Last Tuesday, April 17, we posted about “Shouting ‘Credibility’ and Praying for Trial.” Our position was this: If the treating physician says that he already knew about a drug’s risks, or that he would not have passed on to the patient different warnings if the package insert had contained them, a product liability case is over. No additional warnings would have avoided the patient’s alleged injuries, so the learned intermediary doctrine’s requirement of causation bars the plaintiff’s claim. Summary judgment should be granted.
We received three comments about that post. One was posted on-line, so you can read it after last Tuesday’s post. Although we of course have a reaction to that reader’s comment (and we thank him or her for posting it), we’re not able to post a response on-line. We’re keenly aware that plaintiffs’ lawyers, including plaintiffs’ lawyers opposing us in litigation, visit this blog, so anything that we write could (improperly, we might add) be used against us in court. We thus have certain ideas or positions that we simply cannot express in writing in this forum. We apologize for that, but such is life.
The other two comments about last Tuesday’s post were not posted on-line, but instead came to the two of us by e-mail. One visitor wrote that, in Pennsylvania, case law occasionally permits a case to go to trial even where the fact witness testimony all points in one direction. For example, suppose that all of the witnesses say that the light was red. But physical evidence — skid marks, the point of impact of the vehicles, etc. — suggest that the light was green. There’s a disputed issue of fact, so a court should not grant summary judgment.
We don’t disagree with that rule in that specific hypothetical. But it’s not ours. In the learned intermediary context, if the treating physician says that a different warning would not have changed his decision to prescribe a drug or the warnings that he gave the patient, the game is over. There’s no possible physical evidence to dispute that testimony. If the physician says different warnings wouldn’t have mattered, and plaintiff can do no more than hope the jury will disbelieve that testimony, then there should be no trial. The plaintiff bears the burden of proof on causation, and “no evidence” — the situation if the treater is cross-examined into oblivion — simply cannot carry the plaintiff’s burden of proof.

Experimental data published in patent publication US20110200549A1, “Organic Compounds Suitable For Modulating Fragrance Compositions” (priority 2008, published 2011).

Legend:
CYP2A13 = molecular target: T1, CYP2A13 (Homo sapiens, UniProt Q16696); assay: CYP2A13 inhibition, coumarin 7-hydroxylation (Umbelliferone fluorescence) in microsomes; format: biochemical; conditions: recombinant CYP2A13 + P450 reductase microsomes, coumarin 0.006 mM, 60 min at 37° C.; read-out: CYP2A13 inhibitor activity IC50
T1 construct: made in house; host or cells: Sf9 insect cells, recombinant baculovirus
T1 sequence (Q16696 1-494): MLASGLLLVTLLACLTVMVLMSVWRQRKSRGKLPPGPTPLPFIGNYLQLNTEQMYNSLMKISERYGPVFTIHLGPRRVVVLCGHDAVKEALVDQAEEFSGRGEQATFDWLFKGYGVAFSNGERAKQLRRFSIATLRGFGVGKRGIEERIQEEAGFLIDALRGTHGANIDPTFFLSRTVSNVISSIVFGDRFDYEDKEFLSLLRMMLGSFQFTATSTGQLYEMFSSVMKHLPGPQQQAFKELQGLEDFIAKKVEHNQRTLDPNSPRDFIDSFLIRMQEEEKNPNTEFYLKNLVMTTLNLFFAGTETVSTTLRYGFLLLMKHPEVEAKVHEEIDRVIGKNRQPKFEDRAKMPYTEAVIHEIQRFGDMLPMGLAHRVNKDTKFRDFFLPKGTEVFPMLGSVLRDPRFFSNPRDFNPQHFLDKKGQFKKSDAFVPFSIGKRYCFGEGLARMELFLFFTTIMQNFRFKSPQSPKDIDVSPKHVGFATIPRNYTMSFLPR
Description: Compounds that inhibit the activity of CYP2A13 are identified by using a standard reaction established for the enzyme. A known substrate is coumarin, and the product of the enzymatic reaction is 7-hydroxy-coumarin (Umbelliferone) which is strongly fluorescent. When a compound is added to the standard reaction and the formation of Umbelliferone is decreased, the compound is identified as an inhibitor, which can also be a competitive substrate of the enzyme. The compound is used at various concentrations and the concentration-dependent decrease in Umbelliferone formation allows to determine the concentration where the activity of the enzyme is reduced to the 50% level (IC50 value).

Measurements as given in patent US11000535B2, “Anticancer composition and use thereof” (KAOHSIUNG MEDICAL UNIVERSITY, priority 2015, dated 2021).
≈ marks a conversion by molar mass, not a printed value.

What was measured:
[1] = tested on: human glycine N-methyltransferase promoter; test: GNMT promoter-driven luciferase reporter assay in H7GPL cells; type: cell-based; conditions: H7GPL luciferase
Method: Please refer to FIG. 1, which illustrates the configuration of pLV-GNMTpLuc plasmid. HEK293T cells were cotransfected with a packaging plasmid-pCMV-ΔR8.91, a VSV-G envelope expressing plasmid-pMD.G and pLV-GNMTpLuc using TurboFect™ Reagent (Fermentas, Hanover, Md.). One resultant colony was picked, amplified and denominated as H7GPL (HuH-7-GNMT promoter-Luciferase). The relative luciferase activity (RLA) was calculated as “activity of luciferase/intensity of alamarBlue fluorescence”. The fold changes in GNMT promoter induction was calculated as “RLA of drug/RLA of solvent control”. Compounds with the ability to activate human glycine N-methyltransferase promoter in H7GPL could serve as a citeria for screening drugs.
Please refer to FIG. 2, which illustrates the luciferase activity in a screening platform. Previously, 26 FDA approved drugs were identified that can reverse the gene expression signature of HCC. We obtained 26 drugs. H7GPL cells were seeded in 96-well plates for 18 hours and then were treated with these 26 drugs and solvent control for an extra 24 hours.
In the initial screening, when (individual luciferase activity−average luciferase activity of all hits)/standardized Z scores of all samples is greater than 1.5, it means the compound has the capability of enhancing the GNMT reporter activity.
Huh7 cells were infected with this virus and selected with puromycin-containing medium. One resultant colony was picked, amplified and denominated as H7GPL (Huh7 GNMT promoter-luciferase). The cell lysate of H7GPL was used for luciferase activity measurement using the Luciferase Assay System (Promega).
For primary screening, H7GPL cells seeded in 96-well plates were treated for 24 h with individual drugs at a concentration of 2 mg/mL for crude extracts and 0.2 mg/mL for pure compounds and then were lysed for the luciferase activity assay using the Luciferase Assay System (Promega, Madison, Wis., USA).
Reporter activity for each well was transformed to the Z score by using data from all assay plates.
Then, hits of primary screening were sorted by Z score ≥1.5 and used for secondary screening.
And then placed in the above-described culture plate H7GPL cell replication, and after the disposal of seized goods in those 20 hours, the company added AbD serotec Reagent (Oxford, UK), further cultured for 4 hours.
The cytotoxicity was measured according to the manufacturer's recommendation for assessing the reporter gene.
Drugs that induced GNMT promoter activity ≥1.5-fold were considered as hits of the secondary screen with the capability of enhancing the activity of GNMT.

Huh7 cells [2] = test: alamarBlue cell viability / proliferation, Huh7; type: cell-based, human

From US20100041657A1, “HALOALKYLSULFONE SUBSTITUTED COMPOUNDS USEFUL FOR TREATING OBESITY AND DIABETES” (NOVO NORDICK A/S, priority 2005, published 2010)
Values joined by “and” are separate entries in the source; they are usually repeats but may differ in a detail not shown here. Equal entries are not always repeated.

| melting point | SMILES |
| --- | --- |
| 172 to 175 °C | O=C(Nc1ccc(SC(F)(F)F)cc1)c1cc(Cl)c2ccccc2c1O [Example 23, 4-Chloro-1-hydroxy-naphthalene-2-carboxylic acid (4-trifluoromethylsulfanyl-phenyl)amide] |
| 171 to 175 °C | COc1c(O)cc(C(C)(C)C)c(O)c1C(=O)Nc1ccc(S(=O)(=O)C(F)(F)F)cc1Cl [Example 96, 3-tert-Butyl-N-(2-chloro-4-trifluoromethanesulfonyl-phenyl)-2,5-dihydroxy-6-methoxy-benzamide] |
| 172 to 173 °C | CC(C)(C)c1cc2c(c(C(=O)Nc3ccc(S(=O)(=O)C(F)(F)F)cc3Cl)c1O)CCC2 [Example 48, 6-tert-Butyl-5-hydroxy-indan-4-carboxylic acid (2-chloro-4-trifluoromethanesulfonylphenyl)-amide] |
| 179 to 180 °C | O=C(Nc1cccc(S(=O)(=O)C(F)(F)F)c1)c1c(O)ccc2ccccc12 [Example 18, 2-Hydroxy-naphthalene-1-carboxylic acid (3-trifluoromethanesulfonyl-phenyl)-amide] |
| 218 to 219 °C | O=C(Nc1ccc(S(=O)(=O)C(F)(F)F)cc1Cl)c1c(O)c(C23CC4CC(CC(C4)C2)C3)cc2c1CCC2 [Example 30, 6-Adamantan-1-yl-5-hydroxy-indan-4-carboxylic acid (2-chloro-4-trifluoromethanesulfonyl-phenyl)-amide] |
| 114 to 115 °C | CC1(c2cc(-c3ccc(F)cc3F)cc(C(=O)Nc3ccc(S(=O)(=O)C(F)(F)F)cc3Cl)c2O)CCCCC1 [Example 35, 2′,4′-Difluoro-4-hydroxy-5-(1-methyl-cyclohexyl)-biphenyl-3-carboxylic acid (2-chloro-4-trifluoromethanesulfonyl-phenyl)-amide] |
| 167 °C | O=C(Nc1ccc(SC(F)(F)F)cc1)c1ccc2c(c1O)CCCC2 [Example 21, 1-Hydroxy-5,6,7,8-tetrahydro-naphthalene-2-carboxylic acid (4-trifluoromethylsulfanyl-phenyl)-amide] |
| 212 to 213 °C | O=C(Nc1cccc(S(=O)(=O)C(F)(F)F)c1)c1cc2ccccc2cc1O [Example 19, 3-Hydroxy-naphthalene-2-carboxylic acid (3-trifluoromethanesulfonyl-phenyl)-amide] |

The last comment asks this: Suppose the treating physician says that different warnings would not have changed his conduct, but plaintiff proffers a medical expert witness from the treater’s specialty who says that, if the warnings had been different, the standard of care would have required treating physicians to act differently? Competent physicians would not have prescribed the drug (or would have given the patient different warnings). Wouldn’t that testimony prevent summary judgment?
Not in our courts, it wouldn’t. Product liability cases are not medical malpractice cases. If the treating physician would have violated a standard of care by his conduct, then the treating physician might theoretically be liable for malpractice. But that’s not the question in a product liability case. In a product case, the question is whether different warnings would have prevented the plaintiff’s injury. If the treating physician would still have prescribed the drug and given the patient the same warnings — properly or not — then the manufacturer could have done nothing to prevent the plaintiff’s injury. The causal link required in a product liability case has been broken, whether or not there might be intervening malpractice along the way.
Whether we agree with our readers’ comments or not, and whether the comments are posted on-line or sent to us by e-mail, we’re delighted to receive your feedback. It’s sometimes mighty lonely sitting here behind this computer screen, and it’s always nice to have tangible evidence that the world is paying attention.
Keep those cards and letters coming.